From: Masslive.com (Clifton J. Noble, Jr.)|
Dawn Upshaw delivers golden performance
The mutual inspiration of soprano Dawn Upshaw and composer Osvaldo Golijov scored another gold-medal-worthy performance at Tanglewood Wednesday evening, with "Ayre" for voice, nine players, and computer sound design.
Last summer, while preparing Golijov's one-act opera "Ainadamar," Upshaw described "a real direct, honest, personal, passionate quality" that she cherishes in the Argentine-born composer's music. "It's immediately meaningful and beautiful," she said.
"Ayre," commissioned by the Carnegie Hall Corporation for the opening season of Zankel Hall at Carnegie Hall and premiered in March of this year, lived up to that description.
Based on or patterned after folk music, according to the composer's program note, the piece unfolded in 11 movements (a 12th was dropped after the premiere), drawing upon a hearty brew of Sephardic music, Christian Arab traditions, a tune from 18th-century Sardinia, music by guitarist Gustavo Santaolalla (a member of the ensemble) and Golijov's lightning imagination.
Upshaw explored the farthest reaches of her adventurous voice, from keening wails to amplified sassy contralto growls, gruff barks and cries to glorious, floating highs. Largely melancholy in text and tone, the music alternated between tender, vulnerable textures (guitar and voice; harp, strings and voice) reminiscent of Mahler and driving, computer-sample-driven ostinatos into which the instrumentalists interjected their sound.
Boston Symphony Chamber Players Steven Ansell, Jules Eskin, Edwin Barker and James Sommerville were joined by clarinetist David Krakauer, accordionist Michalel Ward-Bergeman, guitarist Gustavo Santaolalla, Boston Symphony flutist Elizabeth Ostling, and principal harpist Ann Hobson Pilot.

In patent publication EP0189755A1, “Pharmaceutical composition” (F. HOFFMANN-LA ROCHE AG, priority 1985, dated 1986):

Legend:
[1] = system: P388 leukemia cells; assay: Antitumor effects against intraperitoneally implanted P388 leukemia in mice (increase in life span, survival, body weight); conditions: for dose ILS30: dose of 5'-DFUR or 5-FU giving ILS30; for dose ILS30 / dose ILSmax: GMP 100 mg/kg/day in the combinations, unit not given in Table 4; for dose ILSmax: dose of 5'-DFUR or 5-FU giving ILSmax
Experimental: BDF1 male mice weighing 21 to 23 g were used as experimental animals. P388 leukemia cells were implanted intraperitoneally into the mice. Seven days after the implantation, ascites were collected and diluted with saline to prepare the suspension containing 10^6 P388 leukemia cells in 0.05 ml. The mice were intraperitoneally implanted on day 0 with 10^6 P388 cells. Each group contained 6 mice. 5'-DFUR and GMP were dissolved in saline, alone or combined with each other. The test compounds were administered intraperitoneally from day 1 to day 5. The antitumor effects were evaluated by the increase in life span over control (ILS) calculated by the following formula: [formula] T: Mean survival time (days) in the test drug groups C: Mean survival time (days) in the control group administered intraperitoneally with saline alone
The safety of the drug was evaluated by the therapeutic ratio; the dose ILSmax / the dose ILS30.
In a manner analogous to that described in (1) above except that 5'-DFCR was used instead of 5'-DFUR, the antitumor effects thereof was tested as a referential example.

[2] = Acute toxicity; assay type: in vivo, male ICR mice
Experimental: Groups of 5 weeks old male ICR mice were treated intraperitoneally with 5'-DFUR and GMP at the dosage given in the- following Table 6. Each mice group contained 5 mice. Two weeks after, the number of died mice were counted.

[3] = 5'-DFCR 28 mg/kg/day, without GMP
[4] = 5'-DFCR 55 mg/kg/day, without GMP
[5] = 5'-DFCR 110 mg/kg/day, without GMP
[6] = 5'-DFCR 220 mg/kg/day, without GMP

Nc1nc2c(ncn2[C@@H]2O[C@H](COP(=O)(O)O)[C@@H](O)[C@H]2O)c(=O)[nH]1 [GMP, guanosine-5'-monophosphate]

Electronic musician Jeremy Flower sculpted the sound in fascinating ways, bending and distorting the sonorities of the accordion like a fun-house mirror, playing a legitimate, not suspect, role in the chamber music process. He wove samples of Upshaw's own voice into an accompaniment for her live performance, and even conducted the strings surreptitiously in the lop-sided but sinuous two-plus-two-plus-two-plus-three groove late in the piece.
The ensemble flowed organically without apparent leadership, moving seamlessly from texture to texture, mood to mood, stepping forward into the acoustic spotlight where appropriate (Krakauer blew a wild klezmer chorus early in the piece), feeding on Upshaw's intensity and emotion, and feeding her sound and power.
Golijov's one-world vision of contemporary composition proved once again convincing and intriguing, urging the Ozawa Hall audience to its feet.